A state inquiry into historical institutional child abuse in Northern Ireland will initially investigate 35 residential facilities.
The locations comprise 15 state-run children’s homes, 13 institutions run by Catholic Church orders, four borstals or training schools, and three institutions run by Protestant denominations or voluntary sector organisations.
Chairman of the inquiry Sir Anthony Hart revealed the number as he appealed for more abuse victims to come forward to tell their stories.
The statutory probe was set up by the Northern Ireland Executive to investigate institutions run by the state and church and also those owned by the private sector or voluntary bodies from 1922 to 1995.
More than 175 people have so far contacted the inquiry to outline their experiences in care, with around 90 interviewed to date.
Allegations made so far have led to the light being shone on the 35 facilities.
But if more victims come forward and make further claims, more institutions could be examined.
To date the inquiry has identified more than 170 facilities which operated during the time-period, including children’s homes, orphanages, industrial schools, workhouses, borstals, hospital units and schools for children with disabilities.
The facilities were named on the applications of those wanting to come forward to the inquiry with claims of abuse. Sir Anthony said the sites would not be identified publicly at this stage of the probe.
The chairman added that only when his team had spoken to all of the individuals would it be determined if each of the sites would be subject to a full investigation.
He stressed that the number of organisations under potential investigation was fewer than the number of facilities, as one body or group may have operated a number of homes at different sites.
The chairman indicated that further facilities could yet come under focus.
“If we receive allegations from someone who was in a specific institution as a child, allegations that suggest children were abused in that institution, or if our own researches reveal evidence that suggest that children might have been abused in an institution even if no-one has come forward to make allegations about that institution, then we will investigate that institution,” he said.
The majority of the 15 state-owned residential homes were run by local authorities. One was a workhouse which went out of existence just after the Second World War.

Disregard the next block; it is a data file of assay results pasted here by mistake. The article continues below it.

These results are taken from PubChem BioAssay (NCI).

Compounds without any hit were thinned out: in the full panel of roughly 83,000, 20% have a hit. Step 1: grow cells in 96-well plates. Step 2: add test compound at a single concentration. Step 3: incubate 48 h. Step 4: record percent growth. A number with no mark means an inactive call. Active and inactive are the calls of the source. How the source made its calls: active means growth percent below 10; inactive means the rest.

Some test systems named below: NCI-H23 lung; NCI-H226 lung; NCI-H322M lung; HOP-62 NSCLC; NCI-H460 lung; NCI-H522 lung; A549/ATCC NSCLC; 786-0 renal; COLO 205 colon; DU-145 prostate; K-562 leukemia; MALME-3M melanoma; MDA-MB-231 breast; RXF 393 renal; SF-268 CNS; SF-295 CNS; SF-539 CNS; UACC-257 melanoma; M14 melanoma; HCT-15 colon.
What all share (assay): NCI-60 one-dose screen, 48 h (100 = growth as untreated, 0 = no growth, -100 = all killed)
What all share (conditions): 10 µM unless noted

Of the three non-Catholic voluntary institutions under investigation, Sir Anthony said they were either associated with a Protestant denomination or were run by a secular organisation.
Those who have come forward have been invited to recount their experiences in a so-called acknowledgement forum, designed to provide a relaxed and private environment for people to unburden themselves.
Participants can then to give evidence before lawyers at one of the inquiry’s hearings.
Sir Anthony said the inquiry would not be confined to investigating allegations of sexual and physical abuse.
“We are also concerned with other types of behaviour that can amount to abuse,” he explained.
“That could include emotional abuse, neglect and ill-treatment. Emotional abuse could include humiliating children in front of others, or treating them in a harsh or unfeeling way, for example by concealing from children the identity of brothers and sisters, or even that they had brothers and sisters.
“Neglect could involve providing inadequate food or clothing. Ill-treatment could include making young children do hard and inappropriate physical labour for hours at a time.
“These are not meant to be exhaustive definitions of the type of conduct that could amount to abuse. They are some examples of the types of the behaviour that the inquiry knows that it will have to consider because they have been described to the acknowledgement forum by some of those who have already spoken to it.”
Sir Anthony launched a publicity campaign in Belfast today in a bid to encourage more victims to come forward.
As well as promotional activity throughout the UK and the Republic of Ireland, advertising will stretch to the other side of the world.
“We know that children from institutions in Northern Ireland were sent to Australia in the years after the Second World War, and there may well be people in Australia, and in other countries such as Canada and the United States, who should know that this inquiry is investigating abuse in residential institutions in Northern Ireland,” said the chairman.
“We have had some contact with media organisations in Australia, and we intend to make our existence better known there and in other countries.”
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- Benedict came to office as strain was beginning to show over clerical child abuse | 12/02/2013
- Abused in the past and abandoned in the present | 05/02/2013
- The year of the child | 22/12/2012
- Abuse inquiry to focus on 35 sites
Belfast Telegraph-21 Feb 2013